Scientists have discovered a way to grow a cancer-curing mushroom in a lab for the first time — in what could be a breakthrough.
Previous research has shown that the cordyceps fungus — which kills insects and sprouts from their bodies — can help kill cancer cells.
But due to the mushroom’s rarity in the wild and the difficulties of growing them in the lab, experts have never been able to mass produce it and test it on patients.
Now a team from Korea and Egypt has figured out how to grow the elusive fungi with various insect species as hosts in a controlled environment.
The research team hopes that by successfully growing the fungi in the lab in the same way they would in the wild, scientists can produce the compound cordycepin more effectively and cheaper for use as a cancer treatment.
In the wild, cordyceps infect and kill insects. The remains of the insect and fungus are usually collected by hand, dried and used in traditional Chinese medicine to treat inflammatory diseases and fatigue, among other things.
The fungus has been shown to be useful in killing cancer cells, including those of ovarian cancer, prostate cancer, colorectal cancer, leukemia and bladder cancer.
The cordyceps mushroom excels at infecting and killing insects. When it infects a host, it invades and eventually replaces the host tissue.
It has become famous for creating “zombie” ants by infecting and growing the insect’s body, invading its muscle cells.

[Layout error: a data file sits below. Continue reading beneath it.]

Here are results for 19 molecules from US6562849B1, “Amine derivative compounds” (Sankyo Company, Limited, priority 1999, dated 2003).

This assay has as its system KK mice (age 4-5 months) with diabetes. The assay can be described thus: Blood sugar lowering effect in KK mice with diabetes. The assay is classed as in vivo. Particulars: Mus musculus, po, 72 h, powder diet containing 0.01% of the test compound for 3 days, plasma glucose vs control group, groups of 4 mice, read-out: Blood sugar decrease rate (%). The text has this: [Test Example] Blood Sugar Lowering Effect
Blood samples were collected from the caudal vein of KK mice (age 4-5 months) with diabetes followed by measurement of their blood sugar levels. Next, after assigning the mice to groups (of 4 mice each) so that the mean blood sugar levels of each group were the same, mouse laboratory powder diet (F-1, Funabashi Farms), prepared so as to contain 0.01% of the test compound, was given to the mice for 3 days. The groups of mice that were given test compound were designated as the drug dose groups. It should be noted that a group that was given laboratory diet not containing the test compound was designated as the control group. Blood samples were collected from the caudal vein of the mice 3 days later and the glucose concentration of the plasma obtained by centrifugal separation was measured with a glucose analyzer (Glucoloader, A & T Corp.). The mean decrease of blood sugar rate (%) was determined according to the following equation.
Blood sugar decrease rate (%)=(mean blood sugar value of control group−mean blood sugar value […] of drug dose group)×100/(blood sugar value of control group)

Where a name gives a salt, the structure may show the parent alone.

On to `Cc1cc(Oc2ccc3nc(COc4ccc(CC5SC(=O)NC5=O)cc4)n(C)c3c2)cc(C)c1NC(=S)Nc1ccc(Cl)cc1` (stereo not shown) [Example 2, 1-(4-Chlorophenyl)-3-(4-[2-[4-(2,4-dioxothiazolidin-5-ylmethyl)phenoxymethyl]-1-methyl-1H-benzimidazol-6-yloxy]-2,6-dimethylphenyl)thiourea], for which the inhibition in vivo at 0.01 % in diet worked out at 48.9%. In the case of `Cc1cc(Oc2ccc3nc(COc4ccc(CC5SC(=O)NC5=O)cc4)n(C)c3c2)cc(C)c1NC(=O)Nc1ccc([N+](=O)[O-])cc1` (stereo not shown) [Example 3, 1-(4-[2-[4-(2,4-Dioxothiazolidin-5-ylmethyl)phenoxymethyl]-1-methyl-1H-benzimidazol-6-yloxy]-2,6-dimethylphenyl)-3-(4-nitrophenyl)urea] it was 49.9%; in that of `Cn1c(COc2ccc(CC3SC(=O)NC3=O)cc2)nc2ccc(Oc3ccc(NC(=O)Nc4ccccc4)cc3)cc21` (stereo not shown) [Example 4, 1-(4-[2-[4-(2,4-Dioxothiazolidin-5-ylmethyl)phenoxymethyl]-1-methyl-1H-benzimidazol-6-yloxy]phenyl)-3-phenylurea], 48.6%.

As the infection spreads, the “zombie” ants are forced to leave their nests in favor of a more humid climate.
Then they climb on a plant stem and clamp the jaws to the underside of a leaf and wait for death.
Several days after the ant dies, the fungus sends out a fruiting body through the base of the ant’s head, turning its body into a launch pad from which it can spread further.
The family includes 600 different species, some of which have cancer-fighting properties.
Cordyceps has been proven to stimulate apoptosis or death of cancer cells, including those of ovarian cancer, prostate cancer, colorectal cancer, leukemia and bladder cancer.
The treatment of various cancer cells with cordycepin, an important bioactive component in cordyceps, effectively induces cell death and delays the onset of carcinoma cells. carcinogenic properties.
a 2017 study of cordyceps as a treatment for bladder cancer, for example, found that the fungus induced carcinoma cell death by activating A3 adenosine receptors, or cell membrane proteins that have been found to be overexpressed in a wide range of cancer types.
In a 2005 study researching the mushroom’s effect on the diagnosis of leukemia, a team of doctors in Korea found that cancer cells treated with cordyceps extract inhibited the growth of the cells, slowing their spread.
Meanwhile another study conducted by Korean researchers in 2013 pointed to the role that cordyceps militaris blocked the growth of prostate carcinoma cells.
What are these killer mushrooms and what are they good for?
Cordyceps are types of parasitic fungi that infect and kill insects